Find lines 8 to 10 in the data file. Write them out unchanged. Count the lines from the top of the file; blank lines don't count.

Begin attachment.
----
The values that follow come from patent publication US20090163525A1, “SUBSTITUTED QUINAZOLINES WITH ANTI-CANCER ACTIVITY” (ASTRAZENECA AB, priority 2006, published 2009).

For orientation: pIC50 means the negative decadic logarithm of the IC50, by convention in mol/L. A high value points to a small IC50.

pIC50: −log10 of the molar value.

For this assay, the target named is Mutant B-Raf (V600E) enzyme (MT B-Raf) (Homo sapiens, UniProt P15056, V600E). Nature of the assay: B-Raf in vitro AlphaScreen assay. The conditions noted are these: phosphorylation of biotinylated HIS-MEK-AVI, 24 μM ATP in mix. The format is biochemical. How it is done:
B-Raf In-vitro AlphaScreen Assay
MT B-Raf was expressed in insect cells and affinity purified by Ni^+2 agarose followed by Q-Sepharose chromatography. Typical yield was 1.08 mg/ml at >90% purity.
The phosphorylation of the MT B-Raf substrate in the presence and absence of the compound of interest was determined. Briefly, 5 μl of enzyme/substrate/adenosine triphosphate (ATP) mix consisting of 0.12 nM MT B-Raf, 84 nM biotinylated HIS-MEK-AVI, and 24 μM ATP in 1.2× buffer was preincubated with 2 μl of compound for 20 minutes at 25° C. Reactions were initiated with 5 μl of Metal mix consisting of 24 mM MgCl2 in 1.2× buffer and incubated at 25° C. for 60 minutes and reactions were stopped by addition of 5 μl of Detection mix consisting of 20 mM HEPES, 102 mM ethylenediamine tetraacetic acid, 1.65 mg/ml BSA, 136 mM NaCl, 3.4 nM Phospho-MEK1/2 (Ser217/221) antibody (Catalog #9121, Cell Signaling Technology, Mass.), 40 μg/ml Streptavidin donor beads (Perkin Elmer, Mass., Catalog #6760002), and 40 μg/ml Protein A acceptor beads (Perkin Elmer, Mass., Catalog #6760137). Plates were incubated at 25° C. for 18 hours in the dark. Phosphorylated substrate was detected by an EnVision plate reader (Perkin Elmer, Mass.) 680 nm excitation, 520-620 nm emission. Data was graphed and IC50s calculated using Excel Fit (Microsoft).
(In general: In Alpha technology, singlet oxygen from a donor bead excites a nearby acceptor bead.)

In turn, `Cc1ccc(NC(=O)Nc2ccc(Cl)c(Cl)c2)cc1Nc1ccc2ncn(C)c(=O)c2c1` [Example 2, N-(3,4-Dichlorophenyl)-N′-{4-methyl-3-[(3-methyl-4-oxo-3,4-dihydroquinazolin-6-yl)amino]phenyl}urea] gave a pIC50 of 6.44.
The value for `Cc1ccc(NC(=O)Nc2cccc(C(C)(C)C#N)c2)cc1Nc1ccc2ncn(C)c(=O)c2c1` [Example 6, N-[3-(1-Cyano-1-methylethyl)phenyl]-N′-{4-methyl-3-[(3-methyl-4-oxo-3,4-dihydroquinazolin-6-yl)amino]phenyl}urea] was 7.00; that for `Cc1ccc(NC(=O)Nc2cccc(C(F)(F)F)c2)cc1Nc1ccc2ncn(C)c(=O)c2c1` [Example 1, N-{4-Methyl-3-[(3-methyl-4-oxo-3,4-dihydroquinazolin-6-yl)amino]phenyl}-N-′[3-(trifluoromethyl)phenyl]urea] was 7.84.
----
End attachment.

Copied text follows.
(In general: In Alpha technology, singlet oxygen from a donor bead excites a nearby acceptor bead.)

In turn, `Cc1ccc(NC(=O)Nc2ccc(Cl)c(Cl)c2)cc1Nc1ccc2ncn(C)c(=O)c2c1` [Example 2, N-(3,4-Dichlorophenyl)-N′-{4-methyl-3-[(3-methyl-4-oxo-3,4-dihydroquinazolin-6-yl)amino]phenyl}urea] gave a pIC50 of 6.44.
The value for `Cc1ccc(NC(=O)Nc2cccc(C(C)(C)C#N)c2)cc1Nc1ccc2ncn(C)c(=O)c2c1` [Example 6, N-[3-(1-Cyano-1-methylethyl)phenyl]-N′-{4-methyl-3-[(3-methyl-4-oxo-3,4-dihydroquinazolin-6-yl)amino]phenyl}urea] was 7.00; that for `Cc1ccc(NC(=O)Nc2cccc(C(F)(F)F)c2)cc1Nc1ccc2ncn(C)c(=O)c2c1` [Example 1, N-{4-Methyl-3-[(3-methyl-4-oxo-3,4-dihydroquinazolin-6-yl)amino]phenyl}-N-′[3-(trifluoromethyl)phenyl]urea] was 7.84.